- Place the flour, sugar, salt and yeast into the bowl of an electric stand mixer and attach the dough hook.
- Add the egg and milk, and mix on medium speed for 6-8 minutes, or until the dough is soft, smooth and elastic in texture.
- With the motor still running, add the butter a bit at a time.
- Mix on medium speed for 5 minutes until the butter is thoroughly incorporated into the dough.
- Place the dough into a lightly oiled large bowl.
- Cover with a clean towel and leave it somewhere warm until it has doubled in size (about 1 hour). Alternatively, you can place the bowl in the fridge and let the dough rise slowly overnight. (See Kitchen Notes below)
- Meanwhile, generously butter a kugelhopf mould, about 20 cm or 8 inches wide.
- Place a whole almond in each of the grooves at the bottom of the kugelhopf mould.
- When the dough has doubled in size, punch it back lightly to knock out the air.
- Drain the prunes and lightly knead them into the dough.
- Shape the dough into a ball and poke a hole through the middle. Place the dough into the mould, and make sure that the middle of the mould is visible.
- Lightly brush the dough with some egg wash.
- Cover with a clean teatowel and, again, leave it somewhere warm to double in size (about 45 minutes). (See Kitchen Notes below)
- Once the dough has doubled in size, preheat the oven to 200°C (390°F).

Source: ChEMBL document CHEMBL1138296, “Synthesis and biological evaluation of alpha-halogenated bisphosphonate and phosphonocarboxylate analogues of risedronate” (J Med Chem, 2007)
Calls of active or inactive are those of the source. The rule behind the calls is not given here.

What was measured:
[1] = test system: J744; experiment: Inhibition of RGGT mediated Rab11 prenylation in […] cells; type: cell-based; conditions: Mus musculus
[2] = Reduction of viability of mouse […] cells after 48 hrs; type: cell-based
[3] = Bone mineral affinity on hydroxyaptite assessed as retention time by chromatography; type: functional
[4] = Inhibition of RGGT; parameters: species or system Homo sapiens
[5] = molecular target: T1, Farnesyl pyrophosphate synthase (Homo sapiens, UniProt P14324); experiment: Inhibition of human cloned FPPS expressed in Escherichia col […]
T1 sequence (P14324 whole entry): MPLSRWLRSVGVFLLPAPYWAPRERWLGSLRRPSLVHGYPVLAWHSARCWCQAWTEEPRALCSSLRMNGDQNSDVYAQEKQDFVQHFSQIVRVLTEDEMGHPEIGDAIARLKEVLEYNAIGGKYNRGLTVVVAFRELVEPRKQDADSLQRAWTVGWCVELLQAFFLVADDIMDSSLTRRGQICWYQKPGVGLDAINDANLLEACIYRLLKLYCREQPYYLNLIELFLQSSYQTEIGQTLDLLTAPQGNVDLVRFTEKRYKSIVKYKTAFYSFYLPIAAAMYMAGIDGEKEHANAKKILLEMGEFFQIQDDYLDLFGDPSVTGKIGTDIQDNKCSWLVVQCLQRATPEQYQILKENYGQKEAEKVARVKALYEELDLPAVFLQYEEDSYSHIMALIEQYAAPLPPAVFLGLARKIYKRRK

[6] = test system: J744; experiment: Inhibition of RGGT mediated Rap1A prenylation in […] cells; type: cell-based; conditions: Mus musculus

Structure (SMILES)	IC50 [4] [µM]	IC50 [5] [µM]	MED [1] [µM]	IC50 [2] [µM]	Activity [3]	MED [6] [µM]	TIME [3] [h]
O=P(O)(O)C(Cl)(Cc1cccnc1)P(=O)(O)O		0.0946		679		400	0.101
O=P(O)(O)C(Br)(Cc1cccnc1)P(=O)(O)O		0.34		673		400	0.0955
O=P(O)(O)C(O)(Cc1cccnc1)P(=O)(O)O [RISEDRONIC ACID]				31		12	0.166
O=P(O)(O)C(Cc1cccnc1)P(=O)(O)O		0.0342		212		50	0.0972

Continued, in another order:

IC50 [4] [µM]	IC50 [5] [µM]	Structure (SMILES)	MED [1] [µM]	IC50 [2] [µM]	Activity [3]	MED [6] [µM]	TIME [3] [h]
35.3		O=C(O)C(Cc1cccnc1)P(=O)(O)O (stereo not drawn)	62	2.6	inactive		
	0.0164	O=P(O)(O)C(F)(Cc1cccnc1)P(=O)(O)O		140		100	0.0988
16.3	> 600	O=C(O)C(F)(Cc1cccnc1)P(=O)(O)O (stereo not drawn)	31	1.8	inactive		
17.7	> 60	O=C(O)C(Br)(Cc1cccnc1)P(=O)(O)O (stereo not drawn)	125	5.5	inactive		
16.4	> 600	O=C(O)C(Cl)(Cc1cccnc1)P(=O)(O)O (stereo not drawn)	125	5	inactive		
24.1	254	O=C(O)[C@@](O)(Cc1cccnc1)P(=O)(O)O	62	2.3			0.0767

- Brush the dough with some more egg wash and bake for about 25-30 minutes, or until a skewer inserted in the middle comes out clean.
- If the kugelhopf is browning too quickly during the baking time, cover it loosely with some foil.
- Remove the kugelhopf from the oven and leave it to cool in the mould for 10 minutes before turning it out on a wire rack.
- Serve warm or cool at breakfast or morning tea.
Given the butter content, it is easiest to make this Kugelhopf using a stand mixer or a food processor fitted with a dough hook. However, you can, of course, make the dough by hand if you don’t mind a bit of an upper-body workout.
You can substitute the prunes for the same quantity of other dried fruit.
You can also substitute the Armagnac for another liquor. The original recipe calls for Cognac, rum or brandy. If you prefer not to use alcohol, you could instead use fresh orange juice or even warm water.
The original recipe instructs you to leave the dough in the fridge overnight for the first session of proving. This method often produces a dough with a better texture. I’m an impatient person and prefer to let my dough rise in an oven at the lowest possible heat, around 50°C (120°F).
If you don’t have a Kugelhopf mould, you can also use loaf tin. I would go one step further and proceed to bake them in a loaf tin as you would make brioche. That is, line the loaf tin with baking paper and scatter the base with whole almonds. After the first session of proving, divide the dough into four pieces and place them side-by-side in the in. Brush with egg wash, cover with a clean teatowel and leave to rise in a warm place as per the recipe. Before baking, use a sharp pair of scissors to make a deep incision in the middle of each section of dough (to create 8 pieces in total), brush with more egg wash and proceed with the recipe.
All recipes on this website state temperatures for a regular oven (i.e. a conventional oven without fan). If you have a convection oven with a fan, please consult the manufacturer’s handbook on how to adjust the temperature and baking time accordingly.
To convert from cups to grams, and vice-versa, please see this handy Conversion Chart for Basic Ingredients.
- Serving Size: 6
- Calories: 422
- Sugar: 17.8g
- Sodium: 439.6mg
- Fat: 13.5g
- Carbohydrates: 65.8g
- Fiber: 1.4g
- Protein: 7.6g
- Cholesterol: 63.4mg